OPELOUSAS, La. (AP) — The white man charged in the burnings of three Louisiana black churches faces a mountain of evidence tying him to the crimes, documenting the fires on his cellphone and an interest in arson on Facebook, the state fire marshal said Monday at a hearing that offered new insight into how officials tracked their suspect.
Holden Matthews bought a gas can and oil rags similar to those found at the site of the fires, he recorded a conversation with a friend in which he talked about using gasoline to burn churches, and his cellphone held images of the fires before law enforcement even arrived to the blazes, Louisiana Fire Marshal Butch Browning testified at Matthews’ bond hearing.
The 21-year-old Matthews – the son of a sheriff’s deputy – entered a not guilty plea Monday via video conference from the St. Landry Parish jail, as prosecutors added new charges declaring the arsons a hate crime.
“There is a substantial amount of evidence, it appears,” state District Judge James Doherty said before denying Matthews’ bond request, keeping him in jail.
In his testimony for prosecutors, Browning outlined a litany of evidence that he said tied Matthews to the torching of the three black churches over 10 days.
The fire marshal described cellphone records placing Matthews at the fire locations. On his phone, Browning said, Matthews had images of the church fires in the early stages and the destruction days after the churches were set ablaze, in addition to copies of news reports about the fires.
“He actually superimposed himself on those news reports, claiming responsibility for these fires,” Browning said.
Video surveillance near the churches showed a truck similar to the one Matthews drives, Browning said. Matthews also exchanged text messages with a friend who asked about the fires: “Was that your work?” the fire marshal said.
In addition, Browning said Matthews posted on Facebook about and showed interest in a movie called “Lords of Chaos,” which Browning said is a recent Norwegian film that involved church burnings.
“The evidence we have was unequivocal,” Browning said. Later he added: “He has clearly demonstrated the characteristics of a pathological fire setter.”
The fires, all started with gasoline, occurred in and around Opelousas, about 60 miles west of Louisiana’s capital city of Baton Rouge.
The first blaze happened at the St. Mary Baptist Church on March 26 in Port Barre, a town just outside of Opelousas. Days later, the Greater Union Baptist Church and Mount Pleasant Baptist Church in Opelousas were burned. Each was more than 100 years old.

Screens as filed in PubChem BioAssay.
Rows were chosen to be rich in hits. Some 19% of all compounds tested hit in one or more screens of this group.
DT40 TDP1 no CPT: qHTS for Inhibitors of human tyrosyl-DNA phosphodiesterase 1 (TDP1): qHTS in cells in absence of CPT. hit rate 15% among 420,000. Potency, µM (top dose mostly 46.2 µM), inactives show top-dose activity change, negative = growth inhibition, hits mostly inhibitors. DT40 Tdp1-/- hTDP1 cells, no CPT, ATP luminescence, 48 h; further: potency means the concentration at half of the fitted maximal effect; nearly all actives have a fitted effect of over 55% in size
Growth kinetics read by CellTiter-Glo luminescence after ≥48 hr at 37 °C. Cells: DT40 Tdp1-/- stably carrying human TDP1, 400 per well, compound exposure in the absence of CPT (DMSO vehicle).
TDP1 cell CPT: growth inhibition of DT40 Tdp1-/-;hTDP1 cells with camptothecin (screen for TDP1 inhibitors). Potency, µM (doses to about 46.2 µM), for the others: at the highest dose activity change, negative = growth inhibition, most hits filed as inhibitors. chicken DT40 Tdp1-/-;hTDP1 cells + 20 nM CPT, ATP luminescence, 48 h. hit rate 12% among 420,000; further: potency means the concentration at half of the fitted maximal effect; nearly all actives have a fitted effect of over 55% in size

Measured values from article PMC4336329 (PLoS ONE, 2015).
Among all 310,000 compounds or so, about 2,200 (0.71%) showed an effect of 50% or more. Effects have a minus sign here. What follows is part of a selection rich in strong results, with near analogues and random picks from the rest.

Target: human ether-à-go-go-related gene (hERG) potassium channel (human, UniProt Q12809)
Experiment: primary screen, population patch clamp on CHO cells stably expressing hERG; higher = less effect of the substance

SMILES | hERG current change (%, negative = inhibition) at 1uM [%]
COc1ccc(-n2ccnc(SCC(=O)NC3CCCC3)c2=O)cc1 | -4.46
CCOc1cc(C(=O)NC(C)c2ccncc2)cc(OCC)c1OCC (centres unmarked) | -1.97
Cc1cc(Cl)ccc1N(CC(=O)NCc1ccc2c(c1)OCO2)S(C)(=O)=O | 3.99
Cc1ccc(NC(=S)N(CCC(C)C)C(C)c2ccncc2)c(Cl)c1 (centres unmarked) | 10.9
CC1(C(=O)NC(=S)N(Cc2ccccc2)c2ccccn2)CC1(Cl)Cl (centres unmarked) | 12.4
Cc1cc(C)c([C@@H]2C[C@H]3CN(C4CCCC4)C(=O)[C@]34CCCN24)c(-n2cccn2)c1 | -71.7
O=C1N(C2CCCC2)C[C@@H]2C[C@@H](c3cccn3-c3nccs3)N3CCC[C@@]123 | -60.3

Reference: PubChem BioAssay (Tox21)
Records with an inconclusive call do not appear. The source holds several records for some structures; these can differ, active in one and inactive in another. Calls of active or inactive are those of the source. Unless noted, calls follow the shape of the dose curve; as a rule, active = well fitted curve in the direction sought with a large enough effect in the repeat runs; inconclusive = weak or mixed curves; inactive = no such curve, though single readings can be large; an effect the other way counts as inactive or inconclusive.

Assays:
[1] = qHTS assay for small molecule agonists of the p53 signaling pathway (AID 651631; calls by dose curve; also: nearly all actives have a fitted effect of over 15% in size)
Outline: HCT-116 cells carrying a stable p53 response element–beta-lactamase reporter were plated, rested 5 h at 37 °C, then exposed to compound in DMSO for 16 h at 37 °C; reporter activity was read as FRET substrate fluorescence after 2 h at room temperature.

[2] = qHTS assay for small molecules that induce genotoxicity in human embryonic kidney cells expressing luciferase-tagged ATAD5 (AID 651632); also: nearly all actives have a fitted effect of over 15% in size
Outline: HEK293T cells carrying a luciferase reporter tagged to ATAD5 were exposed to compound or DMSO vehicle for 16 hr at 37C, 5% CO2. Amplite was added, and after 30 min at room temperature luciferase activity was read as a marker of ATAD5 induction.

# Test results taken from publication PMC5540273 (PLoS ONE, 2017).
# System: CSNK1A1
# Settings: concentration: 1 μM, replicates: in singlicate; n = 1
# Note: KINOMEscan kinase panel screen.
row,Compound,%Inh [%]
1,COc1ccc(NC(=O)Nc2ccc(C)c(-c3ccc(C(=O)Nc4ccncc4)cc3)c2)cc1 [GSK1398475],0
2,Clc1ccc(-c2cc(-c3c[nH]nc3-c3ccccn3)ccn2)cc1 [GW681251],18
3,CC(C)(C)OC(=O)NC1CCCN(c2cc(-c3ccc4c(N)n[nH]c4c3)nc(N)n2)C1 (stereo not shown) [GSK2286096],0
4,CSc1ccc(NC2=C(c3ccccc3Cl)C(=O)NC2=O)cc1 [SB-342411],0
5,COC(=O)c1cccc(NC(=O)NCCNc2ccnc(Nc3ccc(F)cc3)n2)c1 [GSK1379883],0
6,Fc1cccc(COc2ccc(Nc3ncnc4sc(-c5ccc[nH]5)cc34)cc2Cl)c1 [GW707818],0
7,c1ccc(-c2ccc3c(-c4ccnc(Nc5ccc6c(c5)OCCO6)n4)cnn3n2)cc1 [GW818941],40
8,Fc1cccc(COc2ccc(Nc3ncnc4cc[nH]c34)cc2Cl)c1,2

Matthews, who had no previous criminal record, was arrested Wednesday on three charges of arson of a religious building. Prosecutors filed documents Monday adding three more charges, accusing Matthews of violating Louisiana’s hate crime law, a link authorities had previously stopped short of making.
Browning said federal officials also are considering filing additional federal hate crime and arson charges against Matthews.
The churches were empty at the time, and no one was injured. But at one location, two occupants of a nearby home had to evacuate when the siding on the home started to catch fire from the church.
The fires set the community on edge. Gov. John Bel Edwards said the church burnings were a reminder “of a very dark past of intimidation and fear.”
Matthews, shackled and wearing an orange prison jumpsuit, never spoke to the court during Monday’s hearing, letting his court-appointed lawyer enter the not guilty plea for him. His parents watched their son’s appearance on video conference from the courtroom, his dad repeatedly wringing his hands and, at one point, leaving the room in tears.
Matthews’ attorney Quincy Cawthorne questioned some of the evidence cited by Browning and said Matthews didn’t have the financial means to be a flight risk. He also objected to suggestions that the house near one of the churches was intentionally set on fire, putting the residents’ lives in danger.
A pretrial hearing in the case was set for July 17, with jury selection scheduled to begin in the trial on Sept. 10.
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